No one-size-fits-all approach when it comes to eating less meat
Scientists have argued that the pressure to eat less meat might actually be counter-productive in some parts of the world, where livestock are essential to the economy and sustainability.
People in industrialised regions like the US or Europe are generally urged to eat less meat and animal-source foods as part of a healthier and lower-emissions diet. However, scientists have stated that such recommendations are not universal solutions in low- or middle-income countries, where livestock are critical to incomes and diets.
“Conclusions drawn in widely publicised reports argue that a main solution to the climate and human health crisis globally is to eat no or little meat, but they are biased towards industrialised, Western systems,” said Birthe Paul, the lead author and environmental scientist at the Alliance of Bioversity International and the International Center for Tropical Agriculture (CIAT).
The authors of the study claim that of all scientific literature on livestock published since 1945, only 13 percent covers Africa, yet Africa is home to 20 percent, 27 percent and 32 percent of global cattle, sheep and goat populations.
Eight of the world’s top 10 institutes publishing livestock research are in the US, France, the UK and the Netherlands. Only two, including the International Livestock Research Institute (ILRI), are headquartered in Africa, where the livestock sector is the backbone of the economy and where little data is available.
The authors add that a singular focus on negative livestock-related environmental impacts ignores the critical but more positive role livestock play in ecosystem services, income and asset provision or insurance in low- and middle-income countries. It also overlooks more systemic questions about how animals are raised.
“Mixed systems in low- and middle-income countries, where animal production is fully linked with crop production, can actually be more environmentally sustainable,” said An Notenbaert, from the Alliance of Bioversity International and CIAT.
“In sub-Saharan Africa, manure is a nutrient resource which maintains soil health and crop productivity; while in Europe, huge amounts of manure made available through industrialised livestock production are over fertilising agricultural land and causing environmental problems.”
Across Africa’s savanna, pastoralists pen their herds at night, a practice shown to increase nutrient diversity and biodiversity hotspots, enriching the landscape, according to the scientists. Feed production may also be more local, whereas in industrialised systems, it is mostly imported. In Brazil, soybean – a major driver of deforestation in the Amazon – is made into concentrate and exported to feed animals in places like Vietnam as well as Europe.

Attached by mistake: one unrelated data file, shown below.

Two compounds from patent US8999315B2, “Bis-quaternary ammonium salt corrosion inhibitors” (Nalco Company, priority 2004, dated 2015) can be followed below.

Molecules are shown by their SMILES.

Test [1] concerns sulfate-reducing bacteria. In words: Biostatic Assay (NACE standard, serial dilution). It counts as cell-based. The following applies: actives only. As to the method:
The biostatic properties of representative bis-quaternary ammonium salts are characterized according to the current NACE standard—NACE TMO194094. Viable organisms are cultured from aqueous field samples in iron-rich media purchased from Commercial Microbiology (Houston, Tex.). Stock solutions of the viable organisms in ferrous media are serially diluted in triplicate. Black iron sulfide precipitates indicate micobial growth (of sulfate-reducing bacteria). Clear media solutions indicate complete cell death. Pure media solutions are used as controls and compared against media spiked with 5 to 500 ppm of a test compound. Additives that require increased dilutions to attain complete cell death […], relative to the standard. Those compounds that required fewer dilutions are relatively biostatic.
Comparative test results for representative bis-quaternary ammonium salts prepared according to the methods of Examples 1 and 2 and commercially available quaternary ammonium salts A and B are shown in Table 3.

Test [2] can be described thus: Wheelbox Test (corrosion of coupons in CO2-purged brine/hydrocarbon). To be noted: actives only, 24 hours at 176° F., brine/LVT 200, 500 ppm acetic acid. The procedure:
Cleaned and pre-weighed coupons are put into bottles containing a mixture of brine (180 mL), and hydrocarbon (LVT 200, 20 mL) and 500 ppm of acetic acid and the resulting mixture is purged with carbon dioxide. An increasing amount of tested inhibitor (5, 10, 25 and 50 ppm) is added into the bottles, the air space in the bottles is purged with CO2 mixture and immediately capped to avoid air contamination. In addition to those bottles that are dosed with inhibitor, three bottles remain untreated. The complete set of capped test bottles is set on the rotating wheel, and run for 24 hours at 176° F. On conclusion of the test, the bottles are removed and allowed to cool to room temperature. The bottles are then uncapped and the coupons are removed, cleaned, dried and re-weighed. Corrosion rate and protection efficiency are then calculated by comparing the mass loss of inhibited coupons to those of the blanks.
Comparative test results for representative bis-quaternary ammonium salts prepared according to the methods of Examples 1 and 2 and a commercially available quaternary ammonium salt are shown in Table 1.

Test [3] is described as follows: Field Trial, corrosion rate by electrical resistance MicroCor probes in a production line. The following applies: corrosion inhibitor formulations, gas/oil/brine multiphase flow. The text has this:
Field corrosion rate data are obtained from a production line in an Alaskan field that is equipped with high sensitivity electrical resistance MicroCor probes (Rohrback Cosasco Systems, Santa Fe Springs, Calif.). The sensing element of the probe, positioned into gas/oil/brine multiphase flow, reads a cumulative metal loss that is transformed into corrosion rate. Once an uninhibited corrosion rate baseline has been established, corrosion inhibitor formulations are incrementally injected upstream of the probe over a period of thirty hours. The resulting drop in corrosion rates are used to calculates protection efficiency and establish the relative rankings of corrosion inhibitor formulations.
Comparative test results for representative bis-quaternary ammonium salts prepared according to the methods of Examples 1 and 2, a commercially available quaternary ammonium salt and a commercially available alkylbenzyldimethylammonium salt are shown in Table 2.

“Meat production itself is not the problem. Like any food, when it is mass-produced, intensified and commercialised, the impact on our environment is multiplied,” said Polly Ericksen, Program Leader of Sustainable Livestock Systems at the International Livestock Research Institute.
“Eliminating meat from our diet is not going to solve that problem. While advocating a lower-meat diet makes sense in industrialised systems, the solution is not a blanket climate solution, and does not apply everywhere.”
A need for change
The authors said they acknowledge that livestock systems are known to be a major source of atmospheric greenhouse gases. But they believe more data is needed for low- and middle-income countries to develop national mitigation strategies.
“Better decisions about how to reduce global greenhouse gas emissions from livestock and agriculture in low- and middle-income countries can only be driven by better data,” said Klaus Butterbach-Bahl, at the Institute of Meteorology and Climate Research, Atmospheric Environmental Research (IMK-IFU) Karlsruhe Institute of Technology (KIT) and ILRI.
“For that, we need more – and not less – locally-adapted and multi-disciplinary research together with local people in low- and middle-income countries, on sustainable livestock development, with all the supporting financial incentives, policies and capacity in place to intensify livestock production in a more sustainable way, on a bigger scale.”